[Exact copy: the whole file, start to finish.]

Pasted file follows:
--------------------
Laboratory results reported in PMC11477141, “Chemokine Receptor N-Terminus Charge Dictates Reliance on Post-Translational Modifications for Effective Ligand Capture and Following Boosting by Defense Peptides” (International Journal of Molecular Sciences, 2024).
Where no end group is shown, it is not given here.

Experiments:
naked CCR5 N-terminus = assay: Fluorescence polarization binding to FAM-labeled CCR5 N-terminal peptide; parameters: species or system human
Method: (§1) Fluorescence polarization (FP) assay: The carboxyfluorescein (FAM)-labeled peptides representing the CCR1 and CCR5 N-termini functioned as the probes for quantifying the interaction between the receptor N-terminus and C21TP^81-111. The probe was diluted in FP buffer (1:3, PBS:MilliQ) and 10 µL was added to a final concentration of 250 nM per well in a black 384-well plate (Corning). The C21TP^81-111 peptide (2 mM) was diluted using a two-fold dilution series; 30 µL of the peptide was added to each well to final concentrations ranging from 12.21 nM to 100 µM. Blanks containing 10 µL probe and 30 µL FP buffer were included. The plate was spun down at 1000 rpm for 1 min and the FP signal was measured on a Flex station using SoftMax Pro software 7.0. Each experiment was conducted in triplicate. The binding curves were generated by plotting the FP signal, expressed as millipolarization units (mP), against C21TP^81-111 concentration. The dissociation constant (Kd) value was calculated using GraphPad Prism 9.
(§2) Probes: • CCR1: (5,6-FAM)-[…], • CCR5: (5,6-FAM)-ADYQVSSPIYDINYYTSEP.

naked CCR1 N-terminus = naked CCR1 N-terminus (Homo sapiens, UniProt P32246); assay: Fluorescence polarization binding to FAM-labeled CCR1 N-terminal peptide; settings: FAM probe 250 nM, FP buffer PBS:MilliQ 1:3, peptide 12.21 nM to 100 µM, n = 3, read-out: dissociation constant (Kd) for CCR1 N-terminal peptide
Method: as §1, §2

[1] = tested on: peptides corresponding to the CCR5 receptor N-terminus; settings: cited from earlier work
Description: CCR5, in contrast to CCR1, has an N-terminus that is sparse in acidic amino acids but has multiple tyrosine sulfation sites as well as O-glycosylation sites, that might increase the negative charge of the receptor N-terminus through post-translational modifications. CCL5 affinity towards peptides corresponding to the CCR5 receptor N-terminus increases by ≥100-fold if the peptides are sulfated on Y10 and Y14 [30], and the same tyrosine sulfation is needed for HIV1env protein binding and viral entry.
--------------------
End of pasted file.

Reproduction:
Laboratory results reported in PMC11477141, “Chemokine Receptor N-Terminus Charge Dictates Reliance on Post-Translational Modifications for Effective Ligand Capture and Following Boosting by Defense Peptides” (International Journal of Molecular Sciences, 2024).
Where no end group is shown, it is not given here.

Experiments:
naked CCR5 N-terminus = assay: Fluorescence polarization binding to FAM-labeled CCR5 N-terminal peptide; parameters: species or system human
Method: (§1) Fluorescence polarization (FP) assay: The carboxyfluorescein (FAM)-labeled peptides representing the CCR1 and CCR5 N-termini functioned as the probes for quantifying the interaction between the receptor N-terminus and C21TP^81-111. The probe was diluted in FP buffer (1:3, PBS:MilliQ) and 10 µL was added to a final concentration of 250 nM per well in a black 384-well plate (Corning). The C21TP^81-111 peptide (2 mM) was diluted using a two-fold dilution series; 30 µL of the peptide was added to each well to final concentrations ranging from 12.21 nM to 100 µM. Blanks containing 10 µL probe and 30 µL FP buffer were included. The plate was spun down at 1000 rpm for 1 min and the FP signal was measured on a Flex station using SoftMax Pro software 7.0. Each experiment was conducted in triplicate. The binding curves were generated by plotting the FP signal, expressed as millipolarization units (mP), against C21TP^81-111 concentration. The dissociation constant (Kd) value was calculated using GraphPad Prism 9.
(§2) Probes: • CCR1: (5,6-FAM)-[…], • CCR5: (5,6-FAM)-ADYQVSSPIYDINYYTSEP.

naked CCR1 N-terminus = naked CCR1 N-terminus (Homo sapiens, UniProt P32246); assay: Fluorescence polarization binding to FAM-labeled CCR1 N-terminal peptide; settings: FAM probe 250 nM, FP buffer PBS:MilliQ 1:3, peptide 12.21 nM to 100 µM, n = 3, read-out: dissociation constant (Kd) for CCR1 N-terminal peptide
Method: as §1, §2

[1] = tested on: peptides corresponding to the CCR5 receptor N-terminus; settings: cited from earlier work
Description: CCR5, in contrast to CCR1, has an N-terminus that is sparse in acidic amino acids but has multiple tyrosine sulfation sites as well as O-glycosylation sites, that might increase the negative charge of the receptor N-terminus through post-translational modifications. CCL5 affinity towards peptides corresponding to the CCR5 receptor N-terminus increases by ≥100-fold if the peptides are sulfated on Y10 and Y14 [30], and the same tyrosine sulfation is needed for HIV1env protein binding and viral entry.